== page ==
As always, we use:
- Yards Per Stop to measure efficiency
- Yards Per Play to measure explosiveness
- Points Per Drive to measure scoring
- Points Per Trip Inside the 40 to measure drive finishing
- Field Position Margin to measure field position
- Turnover Margin to measure turnovers
These numbers have taken quite a dip in the last couple of weeks—losing to mediocre Oregon State and getting blown into garbage time 3 minutes into the 3rd quarter by Southern Cal will do that.
Besides the exhilarating 59-56 overtime loss to Cal, the Colorado offense has not performed particularly well this year. They haven’t even played any truly big-time defenses, with Oregon State and Southern Cal being the best of their opponents, so these numbers are a little disappointing. The Buffaloes have been mediocre both in offensive efficiency and offensive explosiveness, though they have done a pretty good job of turning scoring opportunities into points (HANG ON TO THAT BALL, BRUINS). This offense isn’t as good as the Cal offense the Bruins faced and did a pretty good job against this past weekend, so hopefully the defense can put up numbers so good we don’t have to use a curve.
The Colorado defense, while better than the Cal defense, is still pretty bad. They have been just mediocre at preventing opposing offenses from being efficient, and they have done a terrible job of taking away explosive plays. Their Points Allowed Per Trip Inside the 40 is last in the Pac-12 by over half a point, and they are behind even Cal in Points Allowed Per Drive. For the second week in a row, this is a bad defense that the UCLA offense should be able to shred. The Bruins have plummeted all the way to #2 in the FEI offensive ratings we discussed last week, so they will need a big performance (certainly bigger than last week’s turnoverpalooza) against this weak defense to stay among the top teams in that metric.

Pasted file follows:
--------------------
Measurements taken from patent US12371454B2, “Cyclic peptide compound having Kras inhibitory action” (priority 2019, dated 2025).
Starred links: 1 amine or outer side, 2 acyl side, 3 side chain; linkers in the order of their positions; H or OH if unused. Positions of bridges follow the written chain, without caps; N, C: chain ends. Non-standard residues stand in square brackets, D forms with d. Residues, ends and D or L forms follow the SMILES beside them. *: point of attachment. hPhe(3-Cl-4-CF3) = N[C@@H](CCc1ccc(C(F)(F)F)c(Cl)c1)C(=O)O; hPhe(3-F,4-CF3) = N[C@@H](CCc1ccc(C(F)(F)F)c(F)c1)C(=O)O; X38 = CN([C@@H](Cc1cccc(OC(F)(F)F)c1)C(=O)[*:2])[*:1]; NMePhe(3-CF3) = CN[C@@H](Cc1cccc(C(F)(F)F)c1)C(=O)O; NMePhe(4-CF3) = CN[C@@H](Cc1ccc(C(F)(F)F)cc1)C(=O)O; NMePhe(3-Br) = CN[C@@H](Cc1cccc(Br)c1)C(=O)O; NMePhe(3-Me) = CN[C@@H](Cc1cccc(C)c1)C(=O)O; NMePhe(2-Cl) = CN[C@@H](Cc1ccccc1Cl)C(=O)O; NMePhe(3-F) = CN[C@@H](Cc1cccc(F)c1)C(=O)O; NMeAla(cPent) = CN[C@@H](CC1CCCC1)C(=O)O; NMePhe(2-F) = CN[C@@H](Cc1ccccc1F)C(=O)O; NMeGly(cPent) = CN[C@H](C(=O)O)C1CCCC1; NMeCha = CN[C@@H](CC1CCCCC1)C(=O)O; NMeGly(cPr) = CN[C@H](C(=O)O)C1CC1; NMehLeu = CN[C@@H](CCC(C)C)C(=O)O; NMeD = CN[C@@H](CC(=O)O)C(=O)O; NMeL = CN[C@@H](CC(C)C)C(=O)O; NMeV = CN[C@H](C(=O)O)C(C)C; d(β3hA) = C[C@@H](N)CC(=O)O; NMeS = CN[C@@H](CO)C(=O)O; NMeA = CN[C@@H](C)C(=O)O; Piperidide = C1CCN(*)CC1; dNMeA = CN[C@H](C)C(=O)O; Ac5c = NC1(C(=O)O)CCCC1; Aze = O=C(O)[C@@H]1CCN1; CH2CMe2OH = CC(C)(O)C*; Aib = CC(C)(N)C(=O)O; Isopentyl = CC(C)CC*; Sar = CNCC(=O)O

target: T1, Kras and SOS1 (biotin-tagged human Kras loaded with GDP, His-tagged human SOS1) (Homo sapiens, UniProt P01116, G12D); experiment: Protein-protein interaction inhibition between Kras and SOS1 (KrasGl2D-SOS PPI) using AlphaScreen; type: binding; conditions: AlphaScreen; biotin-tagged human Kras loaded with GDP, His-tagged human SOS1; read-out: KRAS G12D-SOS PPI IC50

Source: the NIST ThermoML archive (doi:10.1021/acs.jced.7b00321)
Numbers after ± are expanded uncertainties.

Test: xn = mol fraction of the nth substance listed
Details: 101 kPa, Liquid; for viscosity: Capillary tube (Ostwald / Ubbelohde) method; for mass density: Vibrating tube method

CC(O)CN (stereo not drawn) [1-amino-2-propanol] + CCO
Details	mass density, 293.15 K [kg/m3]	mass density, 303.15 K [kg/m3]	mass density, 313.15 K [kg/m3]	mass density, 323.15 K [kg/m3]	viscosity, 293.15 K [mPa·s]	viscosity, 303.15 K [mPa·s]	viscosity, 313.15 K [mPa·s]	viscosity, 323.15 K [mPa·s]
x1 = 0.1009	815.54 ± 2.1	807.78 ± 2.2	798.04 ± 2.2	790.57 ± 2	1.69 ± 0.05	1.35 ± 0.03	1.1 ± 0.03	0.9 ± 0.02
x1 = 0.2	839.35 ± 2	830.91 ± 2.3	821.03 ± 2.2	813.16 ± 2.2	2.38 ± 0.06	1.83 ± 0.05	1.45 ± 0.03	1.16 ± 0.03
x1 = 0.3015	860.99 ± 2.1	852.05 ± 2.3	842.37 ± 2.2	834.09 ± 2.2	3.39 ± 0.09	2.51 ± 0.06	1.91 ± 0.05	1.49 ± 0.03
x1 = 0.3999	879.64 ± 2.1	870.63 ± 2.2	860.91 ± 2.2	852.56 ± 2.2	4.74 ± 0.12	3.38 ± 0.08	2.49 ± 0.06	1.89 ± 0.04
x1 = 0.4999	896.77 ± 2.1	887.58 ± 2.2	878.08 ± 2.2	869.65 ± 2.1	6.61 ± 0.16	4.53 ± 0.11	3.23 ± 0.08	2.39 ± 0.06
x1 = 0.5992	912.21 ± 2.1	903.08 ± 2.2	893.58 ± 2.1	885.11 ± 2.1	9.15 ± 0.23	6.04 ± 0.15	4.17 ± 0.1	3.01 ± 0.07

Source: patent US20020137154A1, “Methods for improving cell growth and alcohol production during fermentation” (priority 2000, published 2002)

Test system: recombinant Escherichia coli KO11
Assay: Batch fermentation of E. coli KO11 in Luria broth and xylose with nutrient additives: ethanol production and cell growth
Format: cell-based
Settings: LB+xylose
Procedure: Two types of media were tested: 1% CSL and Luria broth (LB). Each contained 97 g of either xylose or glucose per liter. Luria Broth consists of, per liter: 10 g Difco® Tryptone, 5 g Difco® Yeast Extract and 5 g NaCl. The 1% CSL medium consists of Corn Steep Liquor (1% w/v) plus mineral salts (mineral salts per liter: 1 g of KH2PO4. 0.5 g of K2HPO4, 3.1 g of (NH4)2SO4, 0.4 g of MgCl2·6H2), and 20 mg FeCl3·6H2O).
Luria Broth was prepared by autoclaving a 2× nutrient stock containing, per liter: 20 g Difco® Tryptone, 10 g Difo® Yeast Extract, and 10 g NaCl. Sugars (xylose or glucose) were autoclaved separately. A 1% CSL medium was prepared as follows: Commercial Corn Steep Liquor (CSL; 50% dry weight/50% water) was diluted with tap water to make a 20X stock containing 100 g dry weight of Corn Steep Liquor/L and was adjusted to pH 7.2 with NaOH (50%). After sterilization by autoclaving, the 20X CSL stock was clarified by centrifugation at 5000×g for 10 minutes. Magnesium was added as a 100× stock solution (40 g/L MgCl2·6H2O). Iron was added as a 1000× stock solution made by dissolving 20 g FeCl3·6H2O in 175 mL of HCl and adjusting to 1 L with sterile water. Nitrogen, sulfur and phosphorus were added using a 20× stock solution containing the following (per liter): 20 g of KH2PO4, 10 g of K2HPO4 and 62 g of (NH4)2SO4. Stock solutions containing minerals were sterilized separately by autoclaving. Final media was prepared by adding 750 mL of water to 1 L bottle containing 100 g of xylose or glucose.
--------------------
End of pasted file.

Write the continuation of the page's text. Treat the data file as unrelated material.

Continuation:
The Massey College Football Ranking Composite, taking 100 different rating systems into account, has UCLA as the #19 team in college football (down 2 slots from last week—computers don’t give a damn about the Strawberry Canyon Curse), while Colorado is #91. The Bruins’ rankings range from #8 to #38 with a standard deviation of 6.23. The Buffaloes’ rankings range from #45 to #110, with a standard deviation of 9.99.
Using a Simple Ratings System (solid descriptive article here), we see the following: Using Footballperspective.com’s numbers, UCLA has a SRS of 52.9 while Colorado has an SRS of 32, meaning that when we take +3 for home field into account, Football Perspective predicts a 17 point Bruin win. Using Sports-Reference.com’s numbers, UCLA has an SRS of 14.43 while Colorado has an SRS of -3.43, meaning that Sports Reference predicts a 14 point UCLA win.
The Bruins should win this game fairly comfortably, though they will certainly get Colorado’s best shot. A close win or a loss would be a pretty bad omen for the rest of the year—hopefully the Bruins can hold on to the ball, force turnovers, and outplay an overmatched opponent on the road. Of course, the last time the Bruins were so seemingly dominant over a road opponent they needed three defensive touchdowns to escape Charlottesville. In the end, the math is still blessedly simple—win and the Bruins are still alive in the Pac-12 Championship Tournament going into all-important November.
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